Share Share | Subscribe | RSS

An Advanced Class in Picking Up Stitches

June 2nd, 2011

You probably have realized I like to design a lot of items that get knit in multiple directions. Elsewhere. Watershed. Cloud Chaser. You get the picture.

Some of the time, it’s extremely important to pick up the “right” number of stitches.

For example, when working the front panels of Cloud Chaser, one must pick up an exact number along the sides of the back, or the fabric won’t be the right size, and in the right pattern.

You should be able to see from the arrows in the above photograph, how the back is knit from the hem upwards, and the front is knit from a picked up edge sideways.

In this case, you’ll absolutely need to make your best efforts to picking up the number of stitches specified.

When Working With Exact Numbers…
Let’s pretend that you need to pick up 80 stitches. One easy way to do this is to use scrap yarn (or safety pins or removable stitch markers) to split the fabric into quarters. Fold the edge where you’ll be picking up in half to mark the center, then in halves again to mark each of the quarters. When picking up stitches, your goal will be to make sure 20 fit into each of those quarters.

But here’s a hint. “Exact” doesn’t have to be perfect after the first row. Let’s say you finish picking up stitches and discover you’ve only got 78. For most patterns, it’s 100% fine to just increase on the following row, as long as you’re sure to do it evenly. In the case mentioned before, you could either choose to increase one at either end, or do something like work 25 sts, increase #1, work 28 sts, increase #2, work 25 sts.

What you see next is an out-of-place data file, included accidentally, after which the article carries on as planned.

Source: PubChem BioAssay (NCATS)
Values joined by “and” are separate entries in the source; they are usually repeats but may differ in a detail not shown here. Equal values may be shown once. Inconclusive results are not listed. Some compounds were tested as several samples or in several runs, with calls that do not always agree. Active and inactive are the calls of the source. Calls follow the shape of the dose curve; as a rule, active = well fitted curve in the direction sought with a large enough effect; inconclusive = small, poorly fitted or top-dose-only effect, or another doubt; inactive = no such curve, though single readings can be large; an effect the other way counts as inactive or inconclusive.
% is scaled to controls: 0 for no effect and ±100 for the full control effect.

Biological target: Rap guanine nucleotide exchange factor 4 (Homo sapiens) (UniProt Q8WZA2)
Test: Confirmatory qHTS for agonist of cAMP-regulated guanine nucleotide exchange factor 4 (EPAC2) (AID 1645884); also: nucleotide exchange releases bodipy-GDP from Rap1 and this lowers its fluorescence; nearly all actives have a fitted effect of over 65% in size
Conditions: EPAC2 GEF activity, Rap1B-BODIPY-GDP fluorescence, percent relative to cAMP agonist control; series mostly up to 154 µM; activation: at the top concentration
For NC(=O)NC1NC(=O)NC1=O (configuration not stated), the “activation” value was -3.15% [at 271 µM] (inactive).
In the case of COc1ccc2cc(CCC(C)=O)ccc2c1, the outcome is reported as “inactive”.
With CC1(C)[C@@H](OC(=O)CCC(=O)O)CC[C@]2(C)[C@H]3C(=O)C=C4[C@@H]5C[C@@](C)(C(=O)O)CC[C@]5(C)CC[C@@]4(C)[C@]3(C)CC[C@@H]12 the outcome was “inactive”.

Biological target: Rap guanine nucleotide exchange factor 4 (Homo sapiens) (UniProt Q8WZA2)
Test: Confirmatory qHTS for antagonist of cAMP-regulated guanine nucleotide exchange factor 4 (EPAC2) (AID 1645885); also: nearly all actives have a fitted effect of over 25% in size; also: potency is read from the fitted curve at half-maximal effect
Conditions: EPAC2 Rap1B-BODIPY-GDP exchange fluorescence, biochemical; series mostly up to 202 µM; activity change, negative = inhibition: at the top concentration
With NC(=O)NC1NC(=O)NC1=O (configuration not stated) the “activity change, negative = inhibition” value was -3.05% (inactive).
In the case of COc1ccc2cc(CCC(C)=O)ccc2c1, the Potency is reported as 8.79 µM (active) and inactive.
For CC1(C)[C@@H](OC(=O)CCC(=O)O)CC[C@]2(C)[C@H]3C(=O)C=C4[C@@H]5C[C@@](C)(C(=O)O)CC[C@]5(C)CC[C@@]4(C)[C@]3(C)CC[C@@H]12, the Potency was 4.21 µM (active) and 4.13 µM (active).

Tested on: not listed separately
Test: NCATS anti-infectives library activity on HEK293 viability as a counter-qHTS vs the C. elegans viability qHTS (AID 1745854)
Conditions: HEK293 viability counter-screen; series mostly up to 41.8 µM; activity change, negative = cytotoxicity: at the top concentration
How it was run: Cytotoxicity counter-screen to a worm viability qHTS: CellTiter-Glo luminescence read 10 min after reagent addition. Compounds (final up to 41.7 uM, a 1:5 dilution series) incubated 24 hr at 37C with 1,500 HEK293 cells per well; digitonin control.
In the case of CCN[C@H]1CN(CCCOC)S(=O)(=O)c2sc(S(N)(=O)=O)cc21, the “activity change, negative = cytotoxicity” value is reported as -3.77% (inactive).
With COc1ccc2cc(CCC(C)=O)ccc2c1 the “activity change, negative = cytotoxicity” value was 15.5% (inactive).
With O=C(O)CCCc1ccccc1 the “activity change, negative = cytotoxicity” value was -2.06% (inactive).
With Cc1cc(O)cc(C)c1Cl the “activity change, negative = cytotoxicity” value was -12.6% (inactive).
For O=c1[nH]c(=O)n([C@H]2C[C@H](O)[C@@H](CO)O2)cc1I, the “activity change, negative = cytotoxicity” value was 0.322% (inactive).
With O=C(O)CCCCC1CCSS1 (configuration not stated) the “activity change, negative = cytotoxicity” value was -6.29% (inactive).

What if Stitch Counts Aren’t Exact?

“Perfect” stitch counts actually aren’t always necessary. Think of an armhole, for example. Does it matter if it’s worked with 40 or 44 stitches around?

No! It does not matter, as long as you follow these 2 simple rules:

  1. Be sure to pick up as evenly as possible!
  2. You must pick up the same number of stitches for both armholes!

In cases like this in my patterns, I often write more general instructions on how to pick up stitches rather than how many to pick up. This can be confusing, but I believe it’s far more important that a picked up armhole (or neckline) band look smooth and even than that knitters have exactly the same number of stitches as I did. This is particularly true for trims using simple stitch patterns like a 1×1 rib.

I have a simple formula that I use when picking up stitches along even edges when working with stockinette.

One stitch for every stitch and 2 stitches for every 3 rows.

Sounds confusing? It’s not.

Think about an armhole for a set in sleeve or sleeveless piece. Instructions in most cases are provided in 3 sections:

  1. At the bottom, you’ve cast off stitches for the underarm.